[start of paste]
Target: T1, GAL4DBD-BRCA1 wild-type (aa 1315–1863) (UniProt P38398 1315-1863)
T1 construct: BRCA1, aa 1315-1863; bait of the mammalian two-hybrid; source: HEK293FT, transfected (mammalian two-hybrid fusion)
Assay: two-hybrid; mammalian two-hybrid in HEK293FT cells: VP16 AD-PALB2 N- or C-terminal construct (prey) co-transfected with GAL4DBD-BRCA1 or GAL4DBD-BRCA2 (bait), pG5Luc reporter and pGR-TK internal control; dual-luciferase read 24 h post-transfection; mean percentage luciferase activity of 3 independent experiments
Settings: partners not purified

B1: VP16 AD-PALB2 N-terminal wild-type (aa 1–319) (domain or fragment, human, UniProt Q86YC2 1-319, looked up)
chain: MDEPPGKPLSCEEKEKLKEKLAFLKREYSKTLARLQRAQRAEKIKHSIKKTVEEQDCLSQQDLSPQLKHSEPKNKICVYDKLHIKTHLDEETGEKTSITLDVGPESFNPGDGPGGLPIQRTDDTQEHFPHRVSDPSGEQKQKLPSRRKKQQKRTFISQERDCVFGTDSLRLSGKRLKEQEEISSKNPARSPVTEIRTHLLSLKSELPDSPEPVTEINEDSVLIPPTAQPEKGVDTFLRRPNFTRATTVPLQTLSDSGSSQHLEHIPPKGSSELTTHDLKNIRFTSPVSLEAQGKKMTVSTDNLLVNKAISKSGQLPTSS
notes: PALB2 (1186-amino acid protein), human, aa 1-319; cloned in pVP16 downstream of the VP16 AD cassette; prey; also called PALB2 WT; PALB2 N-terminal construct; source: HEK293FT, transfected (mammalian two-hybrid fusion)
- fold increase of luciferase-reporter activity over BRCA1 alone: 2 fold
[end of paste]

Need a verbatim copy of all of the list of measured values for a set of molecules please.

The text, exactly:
Target: T1, GAL4DBD-BRCA1 wild-type (aa 1315–1863) (UniProt P38398 1315-1863)
T1 construct: BRCA1, aa 1315-1863; bait of the mammalian two-hybrid; source: HEK293FT, transfected (mammalian two-hybrid fusion)
Assay: two-hybrid; mammalian two-hybrid in HEK293FT cells: VP16 AD-PALB2 N- or C-terminal construct (prey) co-transfected with GAL4DBD-BRCA1 or GAL4DBD-BRCA2 (bait), pG5Luc reporter and pGR-TK internal control; dual-luciferase read 24 h post-transfection; mean percentage luciferase activity of 3 independent experiments
Settings: partners not purified

B1: VP16 AD-PALB2 N-terminal wild-type (aa 1–319) (domain or fragment, human, UniProt Q86YC2 1-319, looked up)
chain: MDEPPGKPLSCEEKEKLKEKLAFLKREYSKTLARLQRAQRAEKIKHSIKKTVEEQDCLSQQDLSPQLKHSEPKNKICVYDKLHIKTHLDEETGEKTSITLDVGPESFNPGDGPGGLPIQRTDDTQEHFPHRVSDPSGEQKQKLPSRRKKQQKRTFISQERDCVFGTDSLRLSGKRLKEQEEISSKNPARSPVTEIRTHLLSLKSELPDSPEPVTEINEDSVLIPPTAQPEKGVDTFLRRPNFTRATTVPLQTLSDSGSSQHLEHIPPKGSSELTTHDLKNIRFTSPVSLEAQGKKMTVSTDNLLVNKAISKSGQLPTSS
notes: PALB2 (1186-amino acid protein), human, aa 1-319; cloned in pVP16 downstream of the VP16 AD cassette; prey; also called PALB2 WT; PALB2 N-terminal construct; source: HEK293FT, transfected (mammalian two-hybrid fusion)
- fold increase of luciferase-reporter activity over BRCA1 alone: 2 fold